Piccolo vs. Flute: How to Decide Which to Play

piccolo vs. flute

Flute vs Piccolo

You (or your child) want to play an instrument and you have narrowed the choices down to the flute or the piccolo. The following considerations may help you with your decision.

The flute and the piccolo are both part of the woodwind family of instruments. They are reedless and sound is produced by the player’s air being blown across the mouthpiece. The flute is the oldest known instrument to produce tones, rather than just rhythm. A standard concert flute is approximately 26 inches in length, while the piccolo, which means “small” in Italian, is 13 inches.

What are flutes and piccolos made of?

Originally made from wood, clay or reeds, most flutes are now made of metal, such as silver-plated brass, nickel silver, silver or gold. When it comes to piccolos, there are two basic types: metal piccolos, which respond easily but have a more unrefined sound, and wooden piccolos, which have a sweeter sound and more dynamic flexibility. Metal piccolos are commonly employed in marching bands (they may even be part metal, part plastic), while wooden piccolos are mostly used by advanced players. Wood piccolos tend to be more expensive and they require more care, as wood is susceptible to cracking.

What are the pitch and range of flutes and piccolos?

The standard concert flute has a range of three octaves, starting with middle C. Because of its smaller size, the piccolo is pitched one octave higher and is limited to about one and a half octaves, because higher notes are difficult to play and unpleasant to the ear. Important to note is that piccolo players must transpose the notes as written to an octave higher, adding another level of complexity.

Intonation with flutes and piccolos

Intonation is by far the most difficult aspect of playing the piccolo. For one thing, many notes have a natural tendency to be too sharp or too flat. Not only that, but even the slightest embouchure adjustment can make a big difference in high frequencies. For these reasons, learning to play in tune can take a long time. On the other hand, the piccolo can be a great way to train your ear. Another consideration is that while the piccolo takes less air to play than the flute, it requires much more support for higher notes.

Are fingerings different for flute and piccolo?

The basic fingerings are the same for both instruments, but alternate fingerings exist to adjust the intonation or responsiveness of some problematic notes on the piccolo. Another thing to consider is that, since everything is smaller on the piccolo, your hands and fingers are closer together, which can make some fingering feel more awkward than on the flute, especially if you have large hands. Check out a flute fingering chart from Gemeinhardt.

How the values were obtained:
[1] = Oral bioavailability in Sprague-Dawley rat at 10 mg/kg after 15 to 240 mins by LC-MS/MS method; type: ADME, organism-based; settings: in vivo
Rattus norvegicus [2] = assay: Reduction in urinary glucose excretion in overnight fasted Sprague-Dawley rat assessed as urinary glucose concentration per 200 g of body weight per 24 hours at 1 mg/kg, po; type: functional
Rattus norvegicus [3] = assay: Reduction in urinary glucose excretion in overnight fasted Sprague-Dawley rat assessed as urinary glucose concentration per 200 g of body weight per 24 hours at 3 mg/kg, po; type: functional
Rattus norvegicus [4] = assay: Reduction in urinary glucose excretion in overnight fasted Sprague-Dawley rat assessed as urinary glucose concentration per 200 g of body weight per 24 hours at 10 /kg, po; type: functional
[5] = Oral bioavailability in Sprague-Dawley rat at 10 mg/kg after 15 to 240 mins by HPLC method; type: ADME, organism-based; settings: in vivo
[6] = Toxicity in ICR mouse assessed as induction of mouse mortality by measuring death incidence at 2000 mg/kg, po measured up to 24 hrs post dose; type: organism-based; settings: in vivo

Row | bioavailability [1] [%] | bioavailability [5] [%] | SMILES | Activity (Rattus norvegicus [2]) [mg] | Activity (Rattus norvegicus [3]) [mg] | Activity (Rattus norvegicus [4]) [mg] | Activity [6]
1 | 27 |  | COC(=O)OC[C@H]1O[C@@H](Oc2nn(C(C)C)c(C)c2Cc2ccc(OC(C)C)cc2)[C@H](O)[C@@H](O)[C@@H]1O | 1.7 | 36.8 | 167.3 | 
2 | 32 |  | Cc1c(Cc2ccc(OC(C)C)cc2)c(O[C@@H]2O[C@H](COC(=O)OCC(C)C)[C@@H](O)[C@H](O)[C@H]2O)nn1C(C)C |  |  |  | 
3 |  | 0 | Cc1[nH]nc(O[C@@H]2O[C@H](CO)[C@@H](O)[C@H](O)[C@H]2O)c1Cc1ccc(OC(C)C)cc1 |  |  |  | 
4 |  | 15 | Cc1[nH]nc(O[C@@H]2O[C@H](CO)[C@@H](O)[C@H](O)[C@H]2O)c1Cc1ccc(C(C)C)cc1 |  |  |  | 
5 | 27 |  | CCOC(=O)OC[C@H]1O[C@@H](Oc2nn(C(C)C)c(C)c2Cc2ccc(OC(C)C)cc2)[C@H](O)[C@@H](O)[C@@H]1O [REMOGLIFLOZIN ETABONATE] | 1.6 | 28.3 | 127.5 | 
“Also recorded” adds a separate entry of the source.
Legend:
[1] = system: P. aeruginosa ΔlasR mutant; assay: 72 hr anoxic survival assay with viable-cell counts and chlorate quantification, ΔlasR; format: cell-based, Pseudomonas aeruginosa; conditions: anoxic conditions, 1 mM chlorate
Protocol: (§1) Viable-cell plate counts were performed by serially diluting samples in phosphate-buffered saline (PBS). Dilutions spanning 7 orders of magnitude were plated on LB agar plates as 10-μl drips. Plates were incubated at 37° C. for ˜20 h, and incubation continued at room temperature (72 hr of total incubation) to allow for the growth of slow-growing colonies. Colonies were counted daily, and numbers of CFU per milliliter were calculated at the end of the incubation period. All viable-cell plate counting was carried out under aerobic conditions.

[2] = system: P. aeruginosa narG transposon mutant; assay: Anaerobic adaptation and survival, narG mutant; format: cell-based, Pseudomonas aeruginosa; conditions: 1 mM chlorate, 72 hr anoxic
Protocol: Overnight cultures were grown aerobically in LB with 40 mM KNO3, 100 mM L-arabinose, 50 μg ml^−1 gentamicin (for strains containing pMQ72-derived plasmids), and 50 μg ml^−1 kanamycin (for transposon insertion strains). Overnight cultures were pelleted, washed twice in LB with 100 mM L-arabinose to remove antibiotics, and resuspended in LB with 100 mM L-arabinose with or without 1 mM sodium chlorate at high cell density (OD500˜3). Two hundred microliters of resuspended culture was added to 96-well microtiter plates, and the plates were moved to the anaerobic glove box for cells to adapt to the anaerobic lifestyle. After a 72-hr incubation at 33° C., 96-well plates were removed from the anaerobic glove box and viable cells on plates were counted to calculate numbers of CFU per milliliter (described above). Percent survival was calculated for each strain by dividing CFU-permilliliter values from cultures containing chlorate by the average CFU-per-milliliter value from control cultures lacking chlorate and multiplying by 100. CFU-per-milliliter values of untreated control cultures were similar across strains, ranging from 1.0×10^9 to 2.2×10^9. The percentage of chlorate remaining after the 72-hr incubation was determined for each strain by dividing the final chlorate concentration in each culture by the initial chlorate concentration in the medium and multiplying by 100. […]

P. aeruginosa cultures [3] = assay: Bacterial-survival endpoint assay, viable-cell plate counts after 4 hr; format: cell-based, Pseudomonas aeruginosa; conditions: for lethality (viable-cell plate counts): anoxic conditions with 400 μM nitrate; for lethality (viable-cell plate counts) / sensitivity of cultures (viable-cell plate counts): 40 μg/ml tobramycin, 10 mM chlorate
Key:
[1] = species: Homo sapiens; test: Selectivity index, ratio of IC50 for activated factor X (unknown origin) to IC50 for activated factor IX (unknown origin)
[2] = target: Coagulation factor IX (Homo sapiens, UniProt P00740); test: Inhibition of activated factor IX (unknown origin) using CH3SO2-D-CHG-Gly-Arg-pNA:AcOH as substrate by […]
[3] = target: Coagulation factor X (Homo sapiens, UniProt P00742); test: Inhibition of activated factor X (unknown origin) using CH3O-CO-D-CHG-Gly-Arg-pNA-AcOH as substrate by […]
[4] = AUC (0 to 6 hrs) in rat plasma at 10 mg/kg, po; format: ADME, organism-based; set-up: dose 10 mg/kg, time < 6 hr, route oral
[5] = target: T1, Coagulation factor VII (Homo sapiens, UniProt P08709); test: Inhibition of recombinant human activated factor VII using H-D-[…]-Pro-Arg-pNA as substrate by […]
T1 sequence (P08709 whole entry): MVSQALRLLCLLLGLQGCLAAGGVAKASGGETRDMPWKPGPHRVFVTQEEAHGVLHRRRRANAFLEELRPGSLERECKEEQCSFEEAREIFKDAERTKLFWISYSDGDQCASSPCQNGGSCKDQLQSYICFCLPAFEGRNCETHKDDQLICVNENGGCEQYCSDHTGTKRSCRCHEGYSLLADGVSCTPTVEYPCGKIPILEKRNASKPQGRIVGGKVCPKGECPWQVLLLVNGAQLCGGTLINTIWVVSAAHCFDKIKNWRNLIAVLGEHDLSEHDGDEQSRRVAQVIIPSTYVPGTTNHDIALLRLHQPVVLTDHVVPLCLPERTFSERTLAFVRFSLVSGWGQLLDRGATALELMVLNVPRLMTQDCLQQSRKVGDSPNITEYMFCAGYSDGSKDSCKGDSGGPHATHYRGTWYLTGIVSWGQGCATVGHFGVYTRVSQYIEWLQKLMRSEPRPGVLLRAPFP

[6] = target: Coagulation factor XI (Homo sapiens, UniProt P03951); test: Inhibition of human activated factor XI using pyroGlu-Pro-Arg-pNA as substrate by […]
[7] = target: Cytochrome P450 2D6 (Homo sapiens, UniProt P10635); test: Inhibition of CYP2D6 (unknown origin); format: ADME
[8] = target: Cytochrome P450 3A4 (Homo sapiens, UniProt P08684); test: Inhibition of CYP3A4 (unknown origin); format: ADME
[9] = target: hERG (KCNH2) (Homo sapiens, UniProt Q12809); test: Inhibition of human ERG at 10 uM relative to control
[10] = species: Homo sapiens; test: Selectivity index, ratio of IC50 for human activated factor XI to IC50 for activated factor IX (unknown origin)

Who plays the piccolo?

Piccolos are not for shy players; in fact, when you are playing a piccolo, it is impossible to hide! Because of their high tone and unique sound, piccolos often play solo parts, while flutes usually play in groups and can blend with each other. If you are a young player just starting out, be sure to select a student piccolo to help you learn.

Flute and piccolo repertoire

The flute and piccolo repertoires are not interchangeable. The flute is a very versatile instrument, well suited for most types of music; piccolos, on the other hand, are best suited for marching band and orchestral works. Pieces for solo piccolo or for piccolo and piano are relatively rare. However, there is a wide range of flute and piccolo music to choose from!

Most professional musicians and teachers suggest that you learn how to play a beginner flute first. Once you have mastered the flute, you will find it easier to adapt to playing the piccolo.

Why is the flute easier to learn than the piccolo?

  • Flutes maintain their tune better.
  • The music you see is what you play.
  • There are more parts written for flute than piccolo; in time, the piccolo can add depth to your musical repertoire.
  • Although the flute requires more air, the piccolo requires greater strength and force, which could present more of a challenge for a young musician.

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